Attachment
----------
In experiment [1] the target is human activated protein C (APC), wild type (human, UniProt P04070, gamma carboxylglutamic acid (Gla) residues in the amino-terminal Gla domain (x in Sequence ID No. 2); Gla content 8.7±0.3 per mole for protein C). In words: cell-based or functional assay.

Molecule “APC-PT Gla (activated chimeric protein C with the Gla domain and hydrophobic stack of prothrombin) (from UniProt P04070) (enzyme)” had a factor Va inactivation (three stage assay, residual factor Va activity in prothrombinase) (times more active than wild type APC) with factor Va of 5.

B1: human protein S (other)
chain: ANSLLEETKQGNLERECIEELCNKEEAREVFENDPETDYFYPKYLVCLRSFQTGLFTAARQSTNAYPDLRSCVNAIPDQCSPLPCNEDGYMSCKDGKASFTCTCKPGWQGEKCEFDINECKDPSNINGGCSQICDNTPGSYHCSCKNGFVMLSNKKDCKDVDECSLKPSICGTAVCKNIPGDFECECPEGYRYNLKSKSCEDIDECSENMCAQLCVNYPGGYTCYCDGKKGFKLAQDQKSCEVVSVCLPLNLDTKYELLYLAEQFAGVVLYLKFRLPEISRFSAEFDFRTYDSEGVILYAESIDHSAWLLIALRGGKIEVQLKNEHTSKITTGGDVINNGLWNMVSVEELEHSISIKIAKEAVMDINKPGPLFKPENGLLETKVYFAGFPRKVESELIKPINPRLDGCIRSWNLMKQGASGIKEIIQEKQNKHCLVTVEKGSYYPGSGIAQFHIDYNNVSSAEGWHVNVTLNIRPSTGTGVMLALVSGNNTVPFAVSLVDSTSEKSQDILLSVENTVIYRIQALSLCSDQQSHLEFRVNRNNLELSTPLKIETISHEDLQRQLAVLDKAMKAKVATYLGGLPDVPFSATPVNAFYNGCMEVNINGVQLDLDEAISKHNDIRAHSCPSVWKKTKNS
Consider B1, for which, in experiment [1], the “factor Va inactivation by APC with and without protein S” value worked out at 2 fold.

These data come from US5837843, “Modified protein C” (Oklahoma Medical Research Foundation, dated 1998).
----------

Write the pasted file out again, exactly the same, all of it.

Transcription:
In experiment [1] the target is human activated protein C (APC), wild type (human, UniProt P04070, gamma carboxylglutamic acid (Gla) residues in the amino-terminal Gla domain (x in Sequence ID No. 2); Gla content 8.7±0.3 per mole for protein C). In words: cell-based or functional assay.

Molecule “APC-PT Gla (activated chimeric protein C with the Gla domain and hydrophobic stack of prothrombin) (from UniProt P04070) (enzyme)” had a factor Va inactivation (three stage assay, residual factor Va activity in prothrombinase) (times more active than wild type APC) with factor Va of 5.

B1: human protein S (other)
chain: ANSLLEETKQGNLERECIEELCNKEEAREVFENDPETDYFYPKYLVCLRSFQTGLFTAARQSTNAYPDLRSCVNAIPDQCSPLPCNEDGYMSCKDGKASFTCTCKPGWQGEKCEFDINECKDPSNINGGCSQICDNTPGSYHCSCKNGFVMLSNKKDCKDVDECSLKPSICGTAVCKNIPGDFECECPEGYRYNLKSKSCEDIDECSENMCAQLCVNYPGGYTCYCDGKKGFKLAQDQKSCEVVSVCLPLNLDTKYELLYLAEQFAGVVLYLKFRLPEISRFSAEFDFRTYDSEGVILYAESIDHSAWLLIALRGGKIEVQLKNEHTSKITTGGDVINNGLWNMVSVEELEHSISIKIAKEAVMDINKPGPLFKPENGLLETKVYFAGFPRKVESELIKPINPRLDGCIRSWNLMKQGASGIKEIIQEKQNKHCLVTVEKGSYYPGSGIAQFHIDYNNVSSAEGWHVNVTLNIRPSTGTGVMLALVSGNNTVPFAVSLVDSTSEKSQDILLSVENTVIYRIQALSLCSDQQSHLEFRVNRNNLELSTPLKIETISHEDLQRQLAVLDKAMKAKVATYLGGLPDVPFSATPVNAFYNGCMEVNINGVQLDLDEAISKHNDIRAHSCPSVWKKTKNS
Consider B1, for which, in experiment [1], the “factor Va inactivation by APC with and without protein S” value worked out at 2 fold.

These data come from US5837843, “Modified protein C” (Oklahoma Medical Research Foundation, dated 1998).